It’s no secret that the United States is in the middle of an opioid crisis. According to the Department of Health and Human Services, an estimated 130 people die each and every day in the United States from opioid-related drug overdoses, not to mention the countless people who die from alcohol and other drug-related incidents, too.
While each and every person who becomes addicted to drugs and alcohol has their own unique story, there are a number of different factors that can increase one’s risk for abusing drugs and alcohol or of becoming addicted. The most commonly cited risk factors for addiction and abuse include untreated psychiatric disorders and difficult socioeconomic conditions, but did you know that young adults with hearing loss are at an increased risk for substance abuse?
A recently published study conducted by researchers at the University of Michigan and the VA Ann Arbor Healthcare System sought to investigate the link between substance abuse and hearing loss in young and middle-aged adults. What they found is quite surprising.
According to the research, Americans under the age of 25 with diagnosed hearing loss were up to two and a half times more likely to have a substance abuse problem with prescription drugs when compared to their regular hearing peers. Moreover, adults between the ages of 35 to 49 were twice as likely as normal hearing people of the same age to have a prescription opioid and alcohol abuse problem. Somewhat interestingly, the researchers also found that people over 50 with hearing loss did not have any significant increase in risk from their peers when it comes to substance abuse.
At first, one could try to look for some other underlying cause for this increase in risk among young and middle-aged adults with hearing loss, such as low socioeconomic status or a history of mental health problems, that could explain the discrepancy. However, even after adjusting for any of these potential differences, the researchers found that their data still rang true.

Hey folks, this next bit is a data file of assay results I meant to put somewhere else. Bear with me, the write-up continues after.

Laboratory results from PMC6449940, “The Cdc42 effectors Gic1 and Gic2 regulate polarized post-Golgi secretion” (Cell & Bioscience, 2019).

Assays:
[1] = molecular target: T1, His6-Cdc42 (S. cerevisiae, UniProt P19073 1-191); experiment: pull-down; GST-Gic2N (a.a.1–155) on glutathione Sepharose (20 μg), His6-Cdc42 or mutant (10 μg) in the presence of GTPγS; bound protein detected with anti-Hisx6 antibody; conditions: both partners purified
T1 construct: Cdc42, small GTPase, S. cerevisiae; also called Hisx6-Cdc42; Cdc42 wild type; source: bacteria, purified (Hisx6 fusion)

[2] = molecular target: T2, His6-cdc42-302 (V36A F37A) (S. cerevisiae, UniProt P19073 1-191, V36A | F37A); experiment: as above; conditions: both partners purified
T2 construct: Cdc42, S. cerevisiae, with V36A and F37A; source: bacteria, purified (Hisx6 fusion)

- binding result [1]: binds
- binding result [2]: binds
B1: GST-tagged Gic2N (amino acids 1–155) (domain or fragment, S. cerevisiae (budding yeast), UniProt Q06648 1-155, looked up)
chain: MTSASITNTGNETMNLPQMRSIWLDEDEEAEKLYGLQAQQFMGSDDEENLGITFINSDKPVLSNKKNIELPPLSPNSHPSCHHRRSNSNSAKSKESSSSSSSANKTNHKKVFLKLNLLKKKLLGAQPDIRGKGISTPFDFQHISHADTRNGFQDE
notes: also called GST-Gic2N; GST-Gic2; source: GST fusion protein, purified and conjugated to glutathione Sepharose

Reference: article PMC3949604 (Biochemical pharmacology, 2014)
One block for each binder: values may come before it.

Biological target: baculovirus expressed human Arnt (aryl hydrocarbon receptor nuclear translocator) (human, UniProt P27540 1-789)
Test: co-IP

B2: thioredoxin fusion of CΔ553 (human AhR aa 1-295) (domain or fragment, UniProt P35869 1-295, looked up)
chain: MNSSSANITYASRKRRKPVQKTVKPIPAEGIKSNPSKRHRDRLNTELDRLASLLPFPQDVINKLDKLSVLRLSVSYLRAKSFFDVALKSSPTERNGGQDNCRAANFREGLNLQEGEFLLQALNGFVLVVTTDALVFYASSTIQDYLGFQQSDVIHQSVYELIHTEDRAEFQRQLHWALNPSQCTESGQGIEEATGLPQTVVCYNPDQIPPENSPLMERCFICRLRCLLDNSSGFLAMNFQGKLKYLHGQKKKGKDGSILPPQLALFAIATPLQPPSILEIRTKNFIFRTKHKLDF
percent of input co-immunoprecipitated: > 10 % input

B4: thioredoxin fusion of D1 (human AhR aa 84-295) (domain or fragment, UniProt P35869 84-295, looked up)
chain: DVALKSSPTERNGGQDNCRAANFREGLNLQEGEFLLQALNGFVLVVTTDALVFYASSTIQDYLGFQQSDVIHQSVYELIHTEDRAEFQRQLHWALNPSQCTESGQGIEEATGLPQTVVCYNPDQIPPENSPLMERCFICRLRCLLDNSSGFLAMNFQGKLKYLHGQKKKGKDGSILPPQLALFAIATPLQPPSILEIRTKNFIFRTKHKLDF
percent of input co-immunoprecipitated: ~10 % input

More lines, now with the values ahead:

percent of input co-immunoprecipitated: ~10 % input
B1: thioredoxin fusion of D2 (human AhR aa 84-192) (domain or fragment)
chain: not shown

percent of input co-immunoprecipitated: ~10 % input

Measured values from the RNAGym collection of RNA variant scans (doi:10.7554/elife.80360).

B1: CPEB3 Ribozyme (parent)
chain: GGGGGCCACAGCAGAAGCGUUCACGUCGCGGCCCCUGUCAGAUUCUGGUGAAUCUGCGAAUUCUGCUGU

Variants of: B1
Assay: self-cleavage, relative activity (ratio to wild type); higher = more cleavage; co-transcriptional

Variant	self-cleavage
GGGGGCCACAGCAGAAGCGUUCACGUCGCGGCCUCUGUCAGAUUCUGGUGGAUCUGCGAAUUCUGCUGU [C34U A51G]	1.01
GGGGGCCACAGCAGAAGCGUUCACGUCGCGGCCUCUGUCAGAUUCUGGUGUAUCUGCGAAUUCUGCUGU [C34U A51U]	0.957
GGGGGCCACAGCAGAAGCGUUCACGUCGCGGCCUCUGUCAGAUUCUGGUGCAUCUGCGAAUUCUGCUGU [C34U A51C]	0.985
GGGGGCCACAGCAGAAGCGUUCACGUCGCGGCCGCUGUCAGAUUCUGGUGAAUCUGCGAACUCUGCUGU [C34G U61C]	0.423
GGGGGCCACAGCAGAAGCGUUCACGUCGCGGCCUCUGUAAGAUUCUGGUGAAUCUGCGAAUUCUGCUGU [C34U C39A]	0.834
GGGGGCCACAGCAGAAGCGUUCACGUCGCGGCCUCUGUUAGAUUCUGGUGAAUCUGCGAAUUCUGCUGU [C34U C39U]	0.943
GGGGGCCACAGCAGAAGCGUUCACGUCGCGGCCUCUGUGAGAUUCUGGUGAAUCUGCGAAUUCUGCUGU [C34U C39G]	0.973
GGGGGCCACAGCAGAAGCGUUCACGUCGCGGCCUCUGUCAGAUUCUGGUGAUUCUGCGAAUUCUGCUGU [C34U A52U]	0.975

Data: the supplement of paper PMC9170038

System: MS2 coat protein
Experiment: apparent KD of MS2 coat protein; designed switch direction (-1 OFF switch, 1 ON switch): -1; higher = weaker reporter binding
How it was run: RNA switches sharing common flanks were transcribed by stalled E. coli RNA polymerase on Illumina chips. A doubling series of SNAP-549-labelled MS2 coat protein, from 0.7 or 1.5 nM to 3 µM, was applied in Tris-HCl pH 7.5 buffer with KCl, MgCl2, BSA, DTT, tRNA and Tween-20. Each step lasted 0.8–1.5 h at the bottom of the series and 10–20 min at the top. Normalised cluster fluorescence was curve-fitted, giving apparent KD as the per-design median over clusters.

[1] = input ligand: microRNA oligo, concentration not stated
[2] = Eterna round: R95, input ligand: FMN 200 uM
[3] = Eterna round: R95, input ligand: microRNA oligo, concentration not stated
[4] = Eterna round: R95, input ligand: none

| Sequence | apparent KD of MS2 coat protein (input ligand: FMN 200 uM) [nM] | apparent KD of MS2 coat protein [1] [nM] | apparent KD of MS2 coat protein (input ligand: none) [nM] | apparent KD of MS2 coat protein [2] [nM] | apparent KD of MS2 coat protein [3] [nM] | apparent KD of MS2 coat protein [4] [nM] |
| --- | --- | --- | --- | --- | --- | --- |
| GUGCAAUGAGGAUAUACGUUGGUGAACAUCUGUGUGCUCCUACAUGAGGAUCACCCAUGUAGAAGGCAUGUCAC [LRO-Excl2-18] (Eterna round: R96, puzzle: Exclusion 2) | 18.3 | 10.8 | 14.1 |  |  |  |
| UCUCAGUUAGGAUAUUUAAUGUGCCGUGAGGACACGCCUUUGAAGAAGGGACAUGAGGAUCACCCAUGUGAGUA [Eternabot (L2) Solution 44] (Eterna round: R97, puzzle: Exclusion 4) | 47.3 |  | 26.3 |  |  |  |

It can be difficult to think that so many young people and middle-aged adults are at risk of developing a potentially life-threatening substance abuse problem, but the researchers have hope that something can be done to deal with this crisis. To start with, the researchers believe that health care providers that prescribe opioids for pain and mental health conditions need to take special care when doing so for young and middle-aged adults with hearing loss.
However, the researchers note that this is easier said than done. Since some healthcare providers might have difficulty communicating effectively with their deaf or hard of hearing patients, they may find it easier to simply write off a prescription for an opioid than to have a chat with their patient about their issues.
A decrease in communication levels or a perceived inability to communicate may make a healthcare provider feel like they can’t take the time to adequately discuss alternative pain management plans that don’t involve opioids. Especially when we consider that many deaf and hard of hearing young and middle-aged adults also are at an increased risk for mental and physical health issues, the researchers argue that any steps toward curbing prescription rates of opioids to this population group are imperative.